Once a tag is saved in GML, what can be done with the data?

I am myself reluctant to take any of these tags that I've collected and do anything with it at all without talking closely to whoever's tag it is, because it is such an intimate thing. In that sense it is strange to have an open data repository and to be so reluctant to use it in a way that is looking at anyone too specifically. The sculpture I've been working on is an average from a workshop; sixteen different graffiti writers merged into one. I don't want to take advantage of any one writer. But this has nothing to do with the license, it is totally a different topic. If someone uploads to the 000000book site, legally anyone should be able to do anything that they can do under the Creative Commons license that's on the site but I think socially within the community, it is a huge thing.

There must be some social limits to referentiality. Like beat-jacking for DJ's or biting rhymes for MC's, there must be a moment where you are not just homaging, but stealing a style.

I've seen cases where both parties have been happy, like when [42]Yamaguchi Takahiro used some GML data from KATSU and piped it into Google Maps, so he was showing these big KATSU tags all over the earth which was a nice web-based implementation. I think he was doing what a graffiti writer does naturally: Get out there and make the tag bigger but in different ways. He is not taking KATSU-data from the database without shining light back on him.

GML seems very inspired by the practice of Free Software, but at the same time it reiterates the conventional hierarchies of who are supposed to use what ... in which way ... from who. For me the excitement with open licenses is that you can do things without asking permission. So, usage can develop even if it is not already prescribed by the culture. How would someone like me, pretty far removed from graffiti culture ever know what I am entitled to do?

I have my reasons for which I would and would not use certain pieces of data in certain contexts, but I like the fact that it is open for people that might use it for other things, even if I would not push some of those boundaries myself.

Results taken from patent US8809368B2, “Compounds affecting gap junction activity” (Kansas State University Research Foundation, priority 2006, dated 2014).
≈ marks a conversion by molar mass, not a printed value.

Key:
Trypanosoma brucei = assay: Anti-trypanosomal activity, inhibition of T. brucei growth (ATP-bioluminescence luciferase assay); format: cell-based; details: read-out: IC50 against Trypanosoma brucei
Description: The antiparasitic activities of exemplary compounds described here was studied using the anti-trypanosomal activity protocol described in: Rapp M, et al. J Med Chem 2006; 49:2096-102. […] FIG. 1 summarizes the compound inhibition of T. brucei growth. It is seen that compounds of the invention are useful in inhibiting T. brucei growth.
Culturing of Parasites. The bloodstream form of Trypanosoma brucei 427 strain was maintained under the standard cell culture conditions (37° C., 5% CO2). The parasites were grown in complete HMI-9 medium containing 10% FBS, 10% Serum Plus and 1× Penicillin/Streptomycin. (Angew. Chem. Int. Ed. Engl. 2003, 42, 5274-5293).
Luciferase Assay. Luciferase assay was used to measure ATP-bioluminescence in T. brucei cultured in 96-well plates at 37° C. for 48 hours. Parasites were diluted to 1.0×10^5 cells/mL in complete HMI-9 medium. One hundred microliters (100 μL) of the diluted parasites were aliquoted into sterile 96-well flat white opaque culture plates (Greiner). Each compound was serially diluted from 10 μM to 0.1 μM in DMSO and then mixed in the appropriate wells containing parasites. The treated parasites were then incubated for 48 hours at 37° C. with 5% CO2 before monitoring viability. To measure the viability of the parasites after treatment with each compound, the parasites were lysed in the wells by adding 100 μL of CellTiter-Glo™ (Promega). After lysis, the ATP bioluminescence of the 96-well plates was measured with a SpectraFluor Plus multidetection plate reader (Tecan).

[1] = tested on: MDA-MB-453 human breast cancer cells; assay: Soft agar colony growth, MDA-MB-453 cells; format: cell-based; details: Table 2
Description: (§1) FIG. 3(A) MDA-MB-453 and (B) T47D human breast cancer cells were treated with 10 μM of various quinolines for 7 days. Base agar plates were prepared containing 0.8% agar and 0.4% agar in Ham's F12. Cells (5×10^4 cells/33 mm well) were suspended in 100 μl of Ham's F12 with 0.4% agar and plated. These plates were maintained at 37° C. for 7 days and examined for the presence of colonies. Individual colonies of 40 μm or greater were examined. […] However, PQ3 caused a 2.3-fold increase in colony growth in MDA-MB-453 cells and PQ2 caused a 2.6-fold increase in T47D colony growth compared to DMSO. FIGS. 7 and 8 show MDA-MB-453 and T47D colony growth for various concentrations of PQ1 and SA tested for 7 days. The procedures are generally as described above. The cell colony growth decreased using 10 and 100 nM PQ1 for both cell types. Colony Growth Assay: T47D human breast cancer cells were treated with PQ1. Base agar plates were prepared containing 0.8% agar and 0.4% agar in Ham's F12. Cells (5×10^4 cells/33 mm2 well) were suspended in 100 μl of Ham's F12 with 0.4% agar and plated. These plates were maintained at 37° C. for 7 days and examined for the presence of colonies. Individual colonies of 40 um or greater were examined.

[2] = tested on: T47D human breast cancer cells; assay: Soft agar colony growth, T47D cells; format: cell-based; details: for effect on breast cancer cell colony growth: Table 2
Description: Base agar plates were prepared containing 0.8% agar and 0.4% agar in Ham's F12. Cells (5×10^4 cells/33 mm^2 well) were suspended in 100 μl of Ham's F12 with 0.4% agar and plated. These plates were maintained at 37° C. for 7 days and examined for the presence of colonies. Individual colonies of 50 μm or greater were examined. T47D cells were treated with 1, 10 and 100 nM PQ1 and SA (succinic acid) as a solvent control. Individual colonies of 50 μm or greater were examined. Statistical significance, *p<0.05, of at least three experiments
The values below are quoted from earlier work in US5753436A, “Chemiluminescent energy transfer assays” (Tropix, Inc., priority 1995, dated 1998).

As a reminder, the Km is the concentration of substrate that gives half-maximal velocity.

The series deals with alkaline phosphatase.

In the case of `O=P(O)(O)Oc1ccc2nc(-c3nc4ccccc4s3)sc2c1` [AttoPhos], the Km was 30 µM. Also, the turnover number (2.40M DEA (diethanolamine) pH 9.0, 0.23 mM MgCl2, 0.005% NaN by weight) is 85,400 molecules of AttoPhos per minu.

Even when I am sometimes disappointed by the actual closedness of F/LOSS, at least in theory through it's licensing and refusal to limit who is entitled and who's not, it is a liberating force. It seems GML is only half liberating?

I agree. I think the lack of that is related to the data. The looseness of it's license makes it less of an invitation in a sense. If the people that put data up there would sit down and really talk about what this means, when they would really walk through all the implications of what it means to public domain a piece, that would be great. I would love that. Then you could use it without having to worry about all the morality issues and people's feelings. It would be more free. I think it would be good to do a workshop with graffiti writers where beyond capturing data, you reserve an hour after the workshop to talk to everybody about what it would mean to add an open license. I've done workshops with graffiti writers and I talked to everyone: _Look, I am going to upload this tag up to this place where everyone can download them after the workshop, cool?_ And they go cool. But still, even then, do I really feel comfortable that they understand what they've gotten into? Even if someone has chosen a share-alike license, I would be nervous I think. Maybe I am putting too much weight on it. People outside Free Software are already used to attaching Creative Commons licenses to their video's. Maybe I am too close to graffiti. I still hold the tag as primal!